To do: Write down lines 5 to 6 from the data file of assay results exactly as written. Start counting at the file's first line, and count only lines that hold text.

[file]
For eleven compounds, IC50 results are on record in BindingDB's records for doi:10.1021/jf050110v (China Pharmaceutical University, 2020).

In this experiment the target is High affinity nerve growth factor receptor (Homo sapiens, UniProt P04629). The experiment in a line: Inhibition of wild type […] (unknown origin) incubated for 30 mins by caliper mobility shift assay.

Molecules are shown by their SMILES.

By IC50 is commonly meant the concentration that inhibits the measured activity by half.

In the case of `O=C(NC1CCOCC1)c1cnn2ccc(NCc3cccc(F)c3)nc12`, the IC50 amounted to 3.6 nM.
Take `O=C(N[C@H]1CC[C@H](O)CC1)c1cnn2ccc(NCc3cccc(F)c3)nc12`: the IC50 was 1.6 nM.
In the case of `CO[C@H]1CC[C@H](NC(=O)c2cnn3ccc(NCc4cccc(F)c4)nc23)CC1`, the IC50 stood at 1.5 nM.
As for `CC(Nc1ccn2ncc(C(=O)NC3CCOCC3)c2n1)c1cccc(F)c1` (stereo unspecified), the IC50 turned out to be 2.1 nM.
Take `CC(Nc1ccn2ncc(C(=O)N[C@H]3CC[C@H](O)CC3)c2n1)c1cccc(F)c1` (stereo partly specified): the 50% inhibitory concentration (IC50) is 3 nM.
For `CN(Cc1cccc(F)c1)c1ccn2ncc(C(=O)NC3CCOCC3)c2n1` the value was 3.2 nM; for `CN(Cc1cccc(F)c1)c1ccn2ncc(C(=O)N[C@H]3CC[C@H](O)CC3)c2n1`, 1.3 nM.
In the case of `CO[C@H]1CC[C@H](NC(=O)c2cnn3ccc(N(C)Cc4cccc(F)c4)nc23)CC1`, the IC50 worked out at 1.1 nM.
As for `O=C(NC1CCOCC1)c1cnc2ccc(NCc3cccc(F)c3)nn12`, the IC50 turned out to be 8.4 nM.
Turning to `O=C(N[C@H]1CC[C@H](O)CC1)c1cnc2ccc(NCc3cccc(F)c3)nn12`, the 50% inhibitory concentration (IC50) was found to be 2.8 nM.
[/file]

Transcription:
In the case of `O=C(NC1CCOCC1)c1cnn2ccc(NCc3cccc(F)c3)nc12`, the IC50 amounted to 3.6 nM.
Take `O=C(N[C@H]1CC[C@H](O)CC1)c1cnn2ccc(NCc3cccc(F)c3)nc12`: the IC50 was 1.6 nM.